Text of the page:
As the product manager of Corepoint Integration Engine, it has been an interesting learning experience from the time the decision was made to pursue the EHR modular certification to the time certification was achieved. And, before beginning the certification trek, time was spent trying to uncover the real story of whether an integration engine even needed to be certified as an EHR Module.
After many hours of sorting through FAQs on the ONC web-site, reading countless blog and news articles, and sitting in on presentations at HIMSS11, we decided to proactively take the path of EHR Certification rather than wait for guidance on whether it was required. The most important factor for us was to continue to deliver confidence to our customers who were positioned to meet the Meaningful Use requirements and avoid putting their incentives at risk.
With the certification now achieved, what did the process look like?
Sorting through the NIST test requirements, there were a few modules that centered on the exchange of clinical data and thus seemed very applicable to interface engines. In addition to any selected modules, all certification candidates must pass the Privacy and Security tests at a minimum.
Once the appropriate tests were selected, it was time to walk through the NIST test procedures step-by-step. While the test procedures could be open for interpretation at times, the general concepts seemed to be appropriate for what one might expect for Stage 1 testing.
For the Privacy and Security tests, the basic requirements one would expect to be required were included. From a file security standpoint, encryption and integrity were tested for basic functionality. From a user security standpoint, access, authentication and other user controls were tested.
For the tests surrounding the exchange of data, the test requirements were, again, appropriate for Stage 1. The ability to display a CCR and CCD using a style sheet was required, as was the ability to deliver validated and conformant CCR or CCD documents to a remote location.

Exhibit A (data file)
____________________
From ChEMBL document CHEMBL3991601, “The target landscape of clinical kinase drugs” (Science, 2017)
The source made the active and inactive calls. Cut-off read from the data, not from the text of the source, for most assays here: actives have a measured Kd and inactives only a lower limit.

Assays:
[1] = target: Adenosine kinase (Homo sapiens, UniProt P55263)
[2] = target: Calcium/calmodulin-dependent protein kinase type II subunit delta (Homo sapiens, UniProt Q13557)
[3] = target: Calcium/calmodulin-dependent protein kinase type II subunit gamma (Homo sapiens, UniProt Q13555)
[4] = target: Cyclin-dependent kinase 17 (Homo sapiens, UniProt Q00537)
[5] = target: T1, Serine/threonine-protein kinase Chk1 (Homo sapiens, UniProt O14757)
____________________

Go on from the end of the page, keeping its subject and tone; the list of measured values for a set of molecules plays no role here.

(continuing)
So, what do I expect from Stage 2? I would expect the testing requirements around the exchange of data to become more exhaustive and more aligned to ensure that any certified EHR would be able to actively participate in common HIE structures.
At a minimum, I would want to see testing that shows that an EHR can comply with the Direct Project standards of exchange of data documents by e-mail using secure XDM standards. In addition, I think it would be appropriate to test commonly used HIE communication standards such as the XDS IHE profile. Ensuring that vendors begin to offer these standards will push the industry further into the interoperability world.
If the ultimate goal is higher quality care at a reduced cost, then better information must be made available at the moment it is required. Stage 1 is a needed and valid step to ensure that EHRs can support CCRs or CCDs at a fundamental level, but much more will be needed in Stage 2 to push the industry towards better and more efficient exchange of data.
Additional reading: Thirteen Steps to Selecting the Right HL7 Interface Engine
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